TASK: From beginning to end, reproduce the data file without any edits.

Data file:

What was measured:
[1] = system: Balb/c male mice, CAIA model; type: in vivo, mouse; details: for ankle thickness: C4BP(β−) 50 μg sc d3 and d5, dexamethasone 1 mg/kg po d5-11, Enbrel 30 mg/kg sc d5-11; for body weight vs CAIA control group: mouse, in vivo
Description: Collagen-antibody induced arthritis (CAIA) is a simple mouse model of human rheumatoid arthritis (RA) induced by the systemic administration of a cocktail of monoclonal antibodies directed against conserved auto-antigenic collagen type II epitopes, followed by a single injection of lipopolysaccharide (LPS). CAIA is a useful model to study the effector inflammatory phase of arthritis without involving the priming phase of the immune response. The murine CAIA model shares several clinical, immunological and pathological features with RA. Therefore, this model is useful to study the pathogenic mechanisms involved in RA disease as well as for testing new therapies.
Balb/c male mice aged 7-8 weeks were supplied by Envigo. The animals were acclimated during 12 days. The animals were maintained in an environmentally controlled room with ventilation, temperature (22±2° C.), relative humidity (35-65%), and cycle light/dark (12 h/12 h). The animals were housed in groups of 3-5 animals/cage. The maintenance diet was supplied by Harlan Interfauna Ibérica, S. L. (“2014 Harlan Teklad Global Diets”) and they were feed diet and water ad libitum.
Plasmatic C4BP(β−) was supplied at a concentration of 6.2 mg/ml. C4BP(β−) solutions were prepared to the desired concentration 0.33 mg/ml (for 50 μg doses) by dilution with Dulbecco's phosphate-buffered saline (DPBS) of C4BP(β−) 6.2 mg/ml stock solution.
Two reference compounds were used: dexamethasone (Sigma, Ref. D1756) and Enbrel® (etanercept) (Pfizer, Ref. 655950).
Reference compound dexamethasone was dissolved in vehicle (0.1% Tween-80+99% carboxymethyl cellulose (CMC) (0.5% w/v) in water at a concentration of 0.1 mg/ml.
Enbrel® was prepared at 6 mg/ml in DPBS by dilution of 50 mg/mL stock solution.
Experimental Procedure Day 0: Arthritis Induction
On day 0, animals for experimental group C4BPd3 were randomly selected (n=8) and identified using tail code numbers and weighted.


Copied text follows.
What was measured:
[1] = system: Balb/c male mice, CAIA model; type: in vivo, mouse; details: for ankle thickness: C4BP(β−) 50 μg sc d3 and d5, dexamethasone 1 mg/kg po d5-11, Enbrel 30 mg/kg sc d5-11; for body weight vs CAIA control group: mouse, in vivo
Description: Collagen-antibody induced arthritis (CAIA) is a simple mouse model of human rheumatoid arthritis (RA) induced by the systemic administration of a cocktail of monoclonal antibodies directed against conserved auto-antigenic collagen type II epitopes, followed by a single injection of lipopolysaccharide (LPS). CAIA is a useful model to study the effector inflammatory phase of arthritis without involving the priming phase of the immune response. The murine CAIA model shares several clinical, immunological and pathological features with RA. Therefore, this model is useful to study the pathogenic mechanisms involved in RA disease as well as for testing new therapies.
Balb/c male mice aged 7-8 weeks were supplied by Envigo. The animals were acclimated during 12 days. The animals were maintained in an environmentally controlled room with ventilation, temperature (22±2° C.), relative humidity (35-65%), and cycle light/dark (12 h/12 h). The animals were housed in groups of 3-5 animals/cage. The maintenance diet was supplied by Harlan Interfauna Ibérica, S. L. (“2014 Harlan Teklad Global Diets”) and they were feed diet and water ad libitum.
Plasmatic C4BP(β−) was supplied at a concentration of 6.2 mg/ml. C4BP(β−) solutions were prepared to the desired concentration 0.33 mg/ml (for 50 μg doses) by dilution with Dulbecco's phosphate-buffered saline (DPBS) of C4BP(β−) 6.2 mg/ml stock solution.
Two reference compounds were used: dexamethasone (Sigma, Ref. D1756) and Enbrel® (etanercept) (Pfizer, Ref. 655950).
Reference compound dexamethasone was dissolved in vehicle (0.1% Tween-80+99% carboxymethyl cellulose (CMC) (0.5% w/v) in water at a concentration of 0.1 mg/ml.
Enbrel® was prepared at 6 mg/ml in DPBS by dilution of 50 mg/mL stock solution.
Experimental Procedure Day 0: Arthritis Induction
On day 0, animals for experimental group C4BPd3 were randomly selected (n=8) and identified using tail code numbers and weighted.